The Universe in Planck Units

Plasma and electricity in space. Failure of gravity-only cosmology. Exposing the myths of dark matter, dark energy, black holes, neutron stars, and other mathematical constructs. The electric model of stars. Predictions and confirmations of the electric comet.

Moderators: MGmirkin, bboyer

The Universe in Planck Units

Unread postby querious » Sun Nov 05, 2017 9:26 pm

I spend a lot of time puzzling over this table that shows the current state of the Universe, in Planck Units.

If it's not a simple coincidence based on the current age of the universe, it means that the universe gets more massive as it ages, which is a strange notion. It also increases it's size in lock-step with it's age & mass. That's kinda weird, no?
querious
 
Posts: 533
Joined: Mon Jun 23, 2008 8:29 pm

Re: The Universe in Planck Units

Unread postby D_Archer » Mon Nov 06, 2017 3:13 am

Yes, strange.

The universe just is, it can not grow in size nor mass, it is by definition all that there is. Universe and space are not physical concepts.

Planck length is also nothing fundamental, it is our smallest measure defined by the physical tools we use to measure.

The universe is fractal, i think you can go small and large indefinitely.

As conjecture i am thinking that maybe the largest size is also the smallest, as a loop.

Regards,
Daniel
- Shoot Forth Thunder -
User avatar
D_Archer
 
Posts: 1087
Joined: Sat Apr 18, 2009 4:01 am
Location: The Netherlands

Re: The Universe in Planck Units

Unread postby Webbman » Mon Nov 06, 2017 3:42 am

math gone wild? It does have a certain level of arrogance to it doesn't it?

personally I don't think these maths does it justice. Great stories though.
The secret to the universe is a rubber band.
Webbman
 
Posts: 364
Joined: Wed Dec 31, 2014 10:49 am

Re: The Universe in Planck Units

Unread postby Higgsy » Mon Nov 06, 2017 7:48 am

querious wrote:I spend a lot of time puzzling over this table that shows the current state of the Universe, in Planck Units.

If it's not a simple coincidence based on the current age of the universe, it means that the universe gets more massive as it ages, which is a strange notion. It also increases it's size in lock-step with it's age & mass. That's kinda weird, no?

If I understand correctly, then the conclusion about increasing mass with age and size with mass and age is predicated on the the fact that these are all roughly ~1061 in Planck units. To reach this conclusion, surely you would have to derive or observe the size and mass at some earlier epoch?

Also, note that as far as size goes, what is commonly called the size of the universe should properly be called the size of the observable universe within the Hubble volume. It seems certain that the universe continues outside the Hubble volume, and the Hubble length depends on if and how the Hubble constant changes over time. (Yes, I realise it's called a constant, but it would not be constant in time for any non-zero second derivative of the scale factor - accelerating expansion or contraction).

With regard to mass, these figures refer only to stellar mass, and the total mass is about 50 times higher if we include non-stellar ordinary matter, dark matter and the mass equivalent of dark energy. Also the equation of state for dark energy seems to be w=~-1 which implies that its equivalent mass density would be constant in an expanding universe, which becomes increasingly dark energy dominated over time.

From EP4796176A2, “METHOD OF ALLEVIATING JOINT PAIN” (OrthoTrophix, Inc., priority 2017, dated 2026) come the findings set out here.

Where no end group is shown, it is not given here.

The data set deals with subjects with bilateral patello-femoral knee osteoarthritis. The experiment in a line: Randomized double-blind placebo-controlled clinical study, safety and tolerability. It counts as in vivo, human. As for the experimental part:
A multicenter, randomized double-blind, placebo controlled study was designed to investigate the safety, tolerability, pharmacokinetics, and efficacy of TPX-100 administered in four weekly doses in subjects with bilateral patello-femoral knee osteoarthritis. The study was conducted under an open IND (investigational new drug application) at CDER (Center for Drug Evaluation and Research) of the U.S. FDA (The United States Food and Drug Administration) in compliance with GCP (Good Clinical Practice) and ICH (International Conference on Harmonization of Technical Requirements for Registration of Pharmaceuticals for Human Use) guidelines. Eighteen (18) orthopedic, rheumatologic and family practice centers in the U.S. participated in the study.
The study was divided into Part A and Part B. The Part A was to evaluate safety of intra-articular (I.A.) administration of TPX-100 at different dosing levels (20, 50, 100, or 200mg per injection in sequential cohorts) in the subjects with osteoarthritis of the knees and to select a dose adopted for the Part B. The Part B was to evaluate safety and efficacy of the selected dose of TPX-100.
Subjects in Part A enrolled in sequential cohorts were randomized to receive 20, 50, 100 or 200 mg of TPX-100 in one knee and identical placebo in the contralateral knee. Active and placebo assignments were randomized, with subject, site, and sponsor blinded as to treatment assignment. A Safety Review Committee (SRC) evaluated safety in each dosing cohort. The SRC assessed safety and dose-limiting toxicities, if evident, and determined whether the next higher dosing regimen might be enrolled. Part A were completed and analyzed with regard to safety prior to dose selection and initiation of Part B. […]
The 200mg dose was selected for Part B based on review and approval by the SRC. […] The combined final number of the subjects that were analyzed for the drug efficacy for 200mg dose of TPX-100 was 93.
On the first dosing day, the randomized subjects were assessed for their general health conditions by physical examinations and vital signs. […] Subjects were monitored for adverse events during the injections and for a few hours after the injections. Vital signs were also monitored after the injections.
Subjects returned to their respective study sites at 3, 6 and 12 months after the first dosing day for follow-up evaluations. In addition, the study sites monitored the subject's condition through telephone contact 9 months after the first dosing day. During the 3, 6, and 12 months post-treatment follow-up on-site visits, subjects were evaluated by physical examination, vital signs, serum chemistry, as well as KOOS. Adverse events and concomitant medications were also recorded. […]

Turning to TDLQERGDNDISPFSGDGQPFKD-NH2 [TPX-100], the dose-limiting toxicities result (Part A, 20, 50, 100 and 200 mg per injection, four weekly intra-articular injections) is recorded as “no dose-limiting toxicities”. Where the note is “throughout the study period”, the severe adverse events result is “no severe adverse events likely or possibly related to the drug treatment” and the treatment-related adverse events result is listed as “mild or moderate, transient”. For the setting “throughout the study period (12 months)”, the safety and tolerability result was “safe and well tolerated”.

It seems to me that the choice of Hubble volume and stellar mass to compare in Planck units is rather arbitrary.
Higgsy
 
Posts: 178
Joined: Wed Mar 08, 2017 3:32 pm

Re: The Universe in Planck Units

Unread postby Higgsy » Mon Nov 06, 2017 9:49 am

D_Archer wrote:Planck length is also nothing fundamental, it is our smallest measure defined by the physical tools we use to measure.

Planck length and Planck time are not defined by the limit of our physical tools because they are much, much smaller than we can measure.

A Planck length is 1.6x10-35mm. The most accurate measurement of a length or length change is around 10-19m , so 16 orders of magnitude larger.

A Planck time is 5.4x10-44s. The shortest interval that can be measured is via an ultra-short laser pulse. The record was about a femtosecond (10-15s) about 30 years ago, but people are making attosecond (10-18s pulses now. Still that is a whopping 26 orders of magnitude longer than a Planck time. To give this some perspective, there are about the same number of attoseconds in a year as there are Planck times in an attosecond.

The Planck units are fundamental in the sense that they are culture and history independent and they are derived by setting a number of fundamental constants, such as the speed of light and the gravitational contant equal to 1.
Higgsy
 
Posts: 178
Joined: Wed Mar 08, 2017 3:32 pm

Re: The Universe in Planck Units

Unread postby querious » Mon Nov 06, 2017 11:09 am

Higgsy wrote:
querious wrote:It seems to me that the choice of Hubble volume and stellar mass to compare in Planck units is rather arbitrary.


Point taken, but the age, Hubble constant, and Cosmological Constant also seem related to each other.
querious
 
Posts: 533
Joined: Mon Jun 23, 2008 8:29 pm

Re: The Universe in Planck Units

Unread postby D_Archer » Mon Nov 06, 2017 11:37 am

Higgsy wrote:
D_Archer wrote:Planck length is also nothing fundamental, it is our smallest measure defined by the physical tools we use to measure.

Planck length and Planck time are not defined by the limit of our physical tools because they are much, much smaller than we can measure.

A Planck length is 1.6x10-35mm. The most accurate measurement of a length or length change is around 10-19m , so 16 orders of magnitude larger.

A Planck time is 5.4x10-44s. The shortest interval that can be measured is via an ultra-short laser pulse. The record was about a femtosecond (10-15s) about 30 years ago, but people are making attosecond (10-18s pulses now. Still that is a whopping 26 orders of magnitude longer than a Planck time. To give this some perspective, there are about the same number of attoseconds in a year as there are Planck times in an attosecond.

The Planck units are fundamental in the sense that they are culture and history independent and they are derived by setting a number of fundamental constants, such as the speed of light and the gravitational contant equal to 1.


I am pretty sure Planck length is a measurement, it says so in the defintion >
This is the �quantum of length�, the smallest measurement of length with any meaning. And roughly equal to 1.6 x 10-35 m or about 10-20 times the size of a proton